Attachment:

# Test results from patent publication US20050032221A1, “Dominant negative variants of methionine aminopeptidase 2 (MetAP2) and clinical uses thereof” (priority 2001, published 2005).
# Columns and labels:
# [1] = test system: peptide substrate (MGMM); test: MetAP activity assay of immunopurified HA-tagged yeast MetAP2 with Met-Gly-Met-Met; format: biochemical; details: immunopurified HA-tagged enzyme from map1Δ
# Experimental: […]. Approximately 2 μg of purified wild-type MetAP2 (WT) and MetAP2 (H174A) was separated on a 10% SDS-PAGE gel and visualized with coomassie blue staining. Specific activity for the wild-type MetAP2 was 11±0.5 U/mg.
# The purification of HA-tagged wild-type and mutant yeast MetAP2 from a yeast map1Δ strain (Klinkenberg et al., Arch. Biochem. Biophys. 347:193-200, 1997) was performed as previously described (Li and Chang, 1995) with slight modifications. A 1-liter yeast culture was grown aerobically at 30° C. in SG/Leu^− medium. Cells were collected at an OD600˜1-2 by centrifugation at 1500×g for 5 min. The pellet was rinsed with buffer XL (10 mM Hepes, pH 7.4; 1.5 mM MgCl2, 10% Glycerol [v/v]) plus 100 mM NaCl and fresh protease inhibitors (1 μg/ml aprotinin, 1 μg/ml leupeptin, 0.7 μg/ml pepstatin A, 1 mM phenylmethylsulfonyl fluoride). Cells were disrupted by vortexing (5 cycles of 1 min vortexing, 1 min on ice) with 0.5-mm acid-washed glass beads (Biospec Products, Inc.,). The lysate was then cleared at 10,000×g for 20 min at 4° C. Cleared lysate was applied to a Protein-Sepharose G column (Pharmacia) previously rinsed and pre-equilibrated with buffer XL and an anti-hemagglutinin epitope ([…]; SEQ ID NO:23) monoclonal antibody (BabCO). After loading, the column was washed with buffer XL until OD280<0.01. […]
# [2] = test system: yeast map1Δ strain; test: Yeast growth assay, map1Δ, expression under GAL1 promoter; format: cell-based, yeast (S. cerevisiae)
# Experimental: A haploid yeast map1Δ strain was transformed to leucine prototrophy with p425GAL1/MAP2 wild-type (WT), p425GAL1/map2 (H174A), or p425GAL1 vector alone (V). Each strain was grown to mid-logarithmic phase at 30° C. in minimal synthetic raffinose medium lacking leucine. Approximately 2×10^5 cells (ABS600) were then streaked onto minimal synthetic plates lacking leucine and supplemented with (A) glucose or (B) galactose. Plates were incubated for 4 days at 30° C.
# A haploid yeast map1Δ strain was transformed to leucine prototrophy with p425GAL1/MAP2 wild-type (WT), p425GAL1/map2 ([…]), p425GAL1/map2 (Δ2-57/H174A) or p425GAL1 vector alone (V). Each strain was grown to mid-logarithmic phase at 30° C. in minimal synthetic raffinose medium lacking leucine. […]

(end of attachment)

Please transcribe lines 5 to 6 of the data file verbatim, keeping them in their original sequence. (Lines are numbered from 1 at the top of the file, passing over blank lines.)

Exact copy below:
# The purification of HA-tagged wild-type and mutant yeast MetAP2 from a yeast map1Δ strain (Klinkenberg et al., Arch. Biochem. Biophys. 347:193-200, 1997) was performed as previously described (Li and Chang, 1995) with slight modifications. A 1-liter yeast culture was grown aerobically at 30° C. in SG/Leu^− medium. Cells were collected at an OD600˜1-2 by centrifugation at 1500×g for 5 min. The pellet was rinsed with buffer XL (10 mM Hepes, pH 7.4; 1.5 mM MgCl2, 10% Glycerol [v/v]) plus 100 mM NaCl and fresh protease inhibitors (1 μg/ml aprotinin, 1 μg/ml leupeptin, 0.7 μg/ml pepstatin A, 1 mM phenylmethylsulfonyl fluoride). Cells were disrupted by vortexing (5 cycles of 1 min vortexing, 1 min on ice) with 0.5-mm acid-washed glass beads (Biospec Products, Inc.,). The lysate was then cleared at 10,000×g for 20 min at 4° C. Cleared lysate was applied to a Protein-Sepharose G column (Pharmacia) previously rinsed and pre-equilibrated with buffer XL and an anti-hemagglutinin epitope ([…]; SEQ ID NO:23) monoclonal antibody (BabCO). After loading, the column was washed with buffer XL until OD280<0.01. […]
# [2] = test system: yeast map1Δ strain; test: Yeast growth assay, map1Δ, expression under GAL1 promoter; format: cell-based, yeast (S. cerevisiae)